The challenges have been immense, and it has been heartening to see how our communities have pulled together time and time again throughout the pandemic. Looking back over 2020 it would be understandable to think only of the ways we had to adapt just to keep our services going, but in reality we have done so much more.

The development of Springfield Village is now a year old and the progress is unmissable on-site with new hospitals taking shape at its heart, and the overall layout of the village beginning to emerge. Set to open during 2022, these hospitals will provide a range of inpatient services, designed to deliver the most modern mental health care in the country. Beyond this we look forward to refurbishments in Richmond and Barnes and the development of new facilities at Tolworth. These will give people the best chance to recover in the best environment, and support our staff to deliver the outstanding care our patients deserve from us.

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In addition, we are working with our construction partners to bring forward the development of hundreds of new homes, retail facilities and a new 32-acre park for Tooting, creating a new mixed-used community. As we bring Springfield Village to life we are also starting some exciting community engagement projects that will provide a range of benefits and opportunities for local people. Earlier this month for example, we launched a community competition to find names for our new hospitals.

More than just buildings, we are working hard to foster mentally healthy cultures and communities in Wandsworth and across South West London. We are partnering on a groundbreaking new mental health prevention campaign, bringing forward a long-term action plan to promote and protect mental health across the region. We are taking advantage of new technologies to improve our services and working in more agile ways to suit both our staff and patients. And we are beginning to look hard at how we can improve synergies between our community and inpatient services to improve the care we deliver.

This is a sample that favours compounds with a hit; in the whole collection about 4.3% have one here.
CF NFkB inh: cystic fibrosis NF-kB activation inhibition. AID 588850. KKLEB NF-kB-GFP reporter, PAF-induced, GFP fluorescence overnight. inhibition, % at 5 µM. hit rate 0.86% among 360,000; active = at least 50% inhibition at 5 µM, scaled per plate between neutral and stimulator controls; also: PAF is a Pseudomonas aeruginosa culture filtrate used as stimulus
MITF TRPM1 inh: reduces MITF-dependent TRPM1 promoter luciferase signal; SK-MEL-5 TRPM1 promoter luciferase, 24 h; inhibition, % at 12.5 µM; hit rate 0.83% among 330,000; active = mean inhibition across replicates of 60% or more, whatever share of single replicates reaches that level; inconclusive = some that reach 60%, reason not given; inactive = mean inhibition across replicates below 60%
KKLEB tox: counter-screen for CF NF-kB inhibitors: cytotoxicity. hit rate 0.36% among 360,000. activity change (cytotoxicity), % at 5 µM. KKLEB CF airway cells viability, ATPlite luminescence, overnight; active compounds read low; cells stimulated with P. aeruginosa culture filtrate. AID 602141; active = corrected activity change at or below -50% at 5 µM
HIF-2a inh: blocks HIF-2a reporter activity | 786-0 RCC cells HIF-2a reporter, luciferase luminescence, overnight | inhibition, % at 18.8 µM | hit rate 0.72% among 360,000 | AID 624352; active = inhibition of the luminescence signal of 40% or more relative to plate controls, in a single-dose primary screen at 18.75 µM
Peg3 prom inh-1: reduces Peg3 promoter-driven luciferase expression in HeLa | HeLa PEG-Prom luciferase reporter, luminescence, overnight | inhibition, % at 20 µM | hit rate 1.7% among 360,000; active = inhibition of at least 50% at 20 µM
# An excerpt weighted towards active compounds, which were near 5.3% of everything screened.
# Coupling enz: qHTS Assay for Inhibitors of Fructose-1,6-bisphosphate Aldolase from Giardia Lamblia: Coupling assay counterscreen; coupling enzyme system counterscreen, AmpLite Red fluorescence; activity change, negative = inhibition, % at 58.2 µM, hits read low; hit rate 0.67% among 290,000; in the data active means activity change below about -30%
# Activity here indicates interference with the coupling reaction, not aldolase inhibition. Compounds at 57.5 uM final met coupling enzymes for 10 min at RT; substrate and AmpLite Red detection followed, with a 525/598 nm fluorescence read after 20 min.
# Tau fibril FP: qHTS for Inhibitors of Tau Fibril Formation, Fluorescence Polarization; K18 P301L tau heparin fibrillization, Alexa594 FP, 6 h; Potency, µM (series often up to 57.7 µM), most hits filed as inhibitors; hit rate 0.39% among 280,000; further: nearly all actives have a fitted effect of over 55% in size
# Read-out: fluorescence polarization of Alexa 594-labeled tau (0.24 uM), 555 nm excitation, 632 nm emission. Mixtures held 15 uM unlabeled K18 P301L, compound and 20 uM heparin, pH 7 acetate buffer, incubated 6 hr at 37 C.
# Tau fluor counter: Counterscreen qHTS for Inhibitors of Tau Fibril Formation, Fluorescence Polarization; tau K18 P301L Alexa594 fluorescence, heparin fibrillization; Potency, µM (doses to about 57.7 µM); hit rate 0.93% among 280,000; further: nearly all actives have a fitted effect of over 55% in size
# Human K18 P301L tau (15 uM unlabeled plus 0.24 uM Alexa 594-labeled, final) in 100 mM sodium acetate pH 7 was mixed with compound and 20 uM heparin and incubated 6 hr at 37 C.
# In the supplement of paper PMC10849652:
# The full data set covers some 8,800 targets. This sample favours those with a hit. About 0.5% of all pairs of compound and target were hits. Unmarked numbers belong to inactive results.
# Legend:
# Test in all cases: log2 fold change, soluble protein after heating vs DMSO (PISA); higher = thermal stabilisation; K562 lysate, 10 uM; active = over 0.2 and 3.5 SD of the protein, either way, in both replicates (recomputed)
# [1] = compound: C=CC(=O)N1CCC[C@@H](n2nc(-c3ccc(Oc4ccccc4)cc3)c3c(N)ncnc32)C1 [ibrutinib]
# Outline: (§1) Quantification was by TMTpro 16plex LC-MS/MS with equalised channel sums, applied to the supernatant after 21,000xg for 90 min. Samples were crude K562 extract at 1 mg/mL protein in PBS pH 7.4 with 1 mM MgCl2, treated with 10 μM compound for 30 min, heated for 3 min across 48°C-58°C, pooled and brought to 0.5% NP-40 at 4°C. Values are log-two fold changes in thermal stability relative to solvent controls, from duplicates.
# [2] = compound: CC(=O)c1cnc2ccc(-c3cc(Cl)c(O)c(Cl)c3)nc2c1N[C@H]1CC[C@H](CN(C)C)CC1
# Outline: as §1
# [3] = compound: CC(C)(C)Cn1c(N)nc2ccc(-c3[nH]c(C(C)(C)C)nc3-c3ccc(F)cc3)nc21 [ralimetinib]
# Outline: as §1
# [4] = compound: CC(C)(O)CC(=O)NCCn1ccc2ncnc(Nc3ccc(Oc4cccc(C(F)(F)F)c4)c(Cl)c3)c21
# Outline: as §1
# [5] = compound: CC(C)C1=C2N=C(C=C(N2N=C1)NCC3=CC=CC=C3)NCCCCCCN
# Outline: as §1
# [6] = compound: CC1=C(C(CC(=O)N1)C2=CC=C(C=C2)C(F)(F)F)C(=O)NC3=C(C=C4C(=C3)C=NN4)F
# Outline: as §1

We are hopeful for the coming years; working to be innovative in the way we provide our services, and inclusive in the way our teams will work to promote wellness. We want each and every person we work with to know that their care is personalised, supporting their recovery and ongoing wellbeing.

Overall, 2021 will be an important year for our Trust and the people we serve as our Integrated Programme develops. It’s a year that we will see us build on the changes made in 2020 and evolve them into our everyday operations and our lives. Looking beyond the pandemic, we are committed to supporting our communities to recover from the effects of Covid-19 by boosting local healthcare, training, employment and purchasing wherever we can.

We also want to say thank you to all our staff and community to partners who have helped us to rise to the challenges of the pandemic, and adapt at pace with safety at the core of all of our work. 

Springfield Village symbolises an important evolution in the care we deliver and we look forward to sharing in the benefits that our innovations and investments will bring to south west London in the years to come. As all the various elements and changes come together, we remain clear in our mission and our vision – we will make life better together.

You can find more information on the transformations happening via the Trust’s website and at